Environmental Health

Category archives for Environmental Health

Can I afford the water that comes out of my tap? It’s not a question that Americans typically ask themselves. However, a new study finds that in the next few years, many more of us might be asking that very question as we open our utility bills and realize that we’re merely accustomed to affordable water — we don’t have a guaranteed right to it.

A just published book – Refinery Town: Big Oil, Big Money and the Remaking of an America City – describes how a decade of local organizing and year-round campaigning has resulted in impressive local victories in a Black, white and Asian town dominated by Chevron corporation.  Richmond, California, has set an example and registered successes by local left wing campaigners that contain important and hopeful lessons about uniting allies and successfully defending health, safety and democratic rights.

More than 2 million U.S. adults may be living with workplace-related asthma, according to new data from the Centers for Disease Control and Prevention.

EPA beats Congress’ deadline, names first 10 chemicals for action under new law

EPA met its first major milestone under the new chemical safety law passed by Congress this past June. It announced its list for the first 10 chemicals for which it will prepare risk evaluations. Those evaluations could lead to restrictions on use or phase-outs of chemicals that presents an unreasonable risk to humans and the environment.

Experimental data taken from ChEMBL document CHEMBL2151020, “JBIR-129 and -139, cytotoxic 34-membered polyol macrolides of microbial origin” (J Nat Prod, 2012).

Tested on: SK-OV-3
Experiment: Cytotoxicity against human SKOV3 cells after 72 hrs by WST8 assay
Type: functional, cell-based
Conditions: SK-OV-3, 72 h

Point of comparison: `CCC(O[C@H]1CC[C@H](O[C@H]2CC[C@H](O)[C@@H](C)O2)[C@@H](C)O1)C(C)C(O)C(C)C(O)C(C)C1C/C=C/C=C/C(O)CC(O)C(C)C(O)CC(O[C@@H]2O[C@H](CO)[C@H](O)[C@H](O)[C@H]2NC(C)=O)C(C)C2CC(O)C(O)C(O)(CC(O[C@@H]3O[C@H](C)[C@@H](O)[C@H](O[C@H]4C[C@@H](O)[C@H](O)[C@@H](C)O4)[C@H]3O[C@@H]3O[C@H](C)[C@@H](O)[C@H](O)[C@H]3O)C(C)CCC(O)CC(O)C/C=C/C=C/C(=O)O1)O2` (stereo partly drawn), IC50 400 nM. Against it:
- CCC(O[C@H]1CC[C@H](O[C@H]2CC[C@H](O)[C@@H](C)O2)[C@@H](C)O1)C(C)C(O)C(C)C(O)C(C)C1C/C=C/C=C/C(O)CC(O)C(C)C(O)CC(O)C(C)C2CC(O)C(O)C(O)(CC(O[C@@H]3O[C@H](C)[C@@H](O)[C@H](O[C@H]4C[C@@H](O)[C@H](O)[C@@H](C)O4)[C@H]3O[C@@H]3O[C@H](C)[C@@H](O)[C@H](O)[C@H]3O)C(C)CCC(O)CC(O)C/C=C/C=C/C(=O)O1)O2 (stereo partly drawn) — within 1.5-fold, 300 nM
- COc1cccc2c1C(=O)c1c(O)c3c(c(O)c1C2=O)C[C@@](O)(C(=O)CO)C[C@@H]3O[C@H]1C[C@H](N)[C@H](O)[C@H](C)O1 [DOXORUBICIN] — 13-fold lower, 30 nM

A Tribute to Steve Wing

Dr. Steve Wing’s voice, courage and integrity touched the lives of many. I have yet to meet anyone so intertwined with both science and social movements. His legacy will continue through the ongoing struggles for justice and social change.

Three days out from the election and many of us are still trying to adjust to this new reality. It’s been a very rough week.

Occupational Health News Roundup

Hispanic hotel workers in Las Vegas are becoming a powerful political force; families of miners who died from black lung disease sue Johns Hopkins Hospital; Milwaukee officials approve a living wage ordinance for county workers; and women in France and Iceland walk off the job to protest the gender wage gap.

Thousands of public health practitioners are now at the APHA Annual Meeting in Denver, taking in new research on every public health topic imaginable.

EPA’s first major action under new TSCA highlights the law’s limitations and points to continuing role for states in protecting the public from toxic exposures.

Safety advocates say, if done right, this has potential to improve process safety management of highly hazardous chemicals nationwide.